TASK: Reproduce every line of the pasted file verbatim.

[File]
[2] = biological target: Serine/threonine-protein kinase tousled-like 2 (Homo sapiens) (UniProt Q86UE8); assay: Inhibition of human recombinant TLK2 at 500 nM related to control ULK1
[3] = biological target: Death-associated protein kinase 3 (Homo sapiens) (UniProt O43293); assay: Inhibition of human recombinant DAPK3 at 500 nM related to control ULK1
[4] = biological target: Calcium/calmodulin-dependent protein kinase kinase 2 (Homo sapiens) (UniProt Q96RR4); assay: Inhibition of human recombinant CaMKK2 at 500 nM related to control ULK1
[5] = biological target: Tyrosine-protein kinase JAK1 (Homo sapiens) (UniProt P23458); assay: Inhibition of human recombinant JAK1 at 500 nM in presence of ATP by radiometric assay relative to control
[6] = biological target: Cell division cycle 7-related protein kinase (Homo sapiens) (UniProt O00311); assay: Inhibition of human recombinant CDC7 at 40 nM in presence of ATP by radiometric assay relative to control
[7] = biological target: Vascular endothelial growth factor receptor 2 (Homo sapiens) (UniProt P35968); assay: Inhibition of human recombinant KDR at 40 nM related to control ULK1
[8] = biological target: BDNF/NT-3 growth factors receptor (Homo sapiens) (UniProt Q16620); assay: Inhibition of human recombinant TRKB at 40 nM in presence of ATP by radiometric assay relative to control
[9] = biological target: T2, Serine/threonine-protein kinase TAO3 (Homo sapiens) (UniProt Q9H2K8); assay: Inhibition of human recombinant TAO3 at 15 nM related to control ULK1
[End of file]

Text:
[2] = biological target: Serine/threonine-protein kinase tousled-like 2 (Homo sapiens) (UniProt Q86UE8); assay: Inhibition of human recombinant TLK2 at 500 nM related to control ULK1
[3] = biological target: Death-associated protein kinase 3 (Homo sapiens) (UniProt O43293); assay: Inhibition of human recombinant DAPK3 at 500 nM related to control ULK1
[4] = biological target: Calcium/calmodulin-dependent protein kinase kinase 2 (Homo sapiens) (UniProt Q96RR4); assay: Inhibition of human recombinant CaMKK2 at 500 nM related to control ULK1
[5] = biological target: Tyrosine-protein kinase JAK1 (Homo sapiens) (UniProt P23458); assay: Inhibition of human recombinant JAK1 at 500 nM in presence of ATP by radiometric assay relative to control
[6] = biological target: Cell division cycle 7-related protein kinase (Homo sapiens) (UniProt O00311); assay: Inhibition of human recombinant CDC7 at 40 nM in presence of ATP by radiometric assay relative to control
[7] = biological target: Vascular endothelial growth factor receptor 2 (Homo sapiens) (UniProt P35968); assay: Inhibition of human recombinant KDR at 40 nM related to control ULK1
[8] = biological target: BDNF/NT-3 growth factors receptor (Homo sapiens) (UniProt Q16620); assay: Inhibition of human recombinant TRKB at 40 nM in presence of ATP by radiometric assay relative to control
[9] = biological target: T2, Serine/threonine-protein kinase TAO3 (Homo sapiens) (UniProt Q9H2K8); assay: Inhibition of human recombinant TAO3 at 15 nM related to control ULK1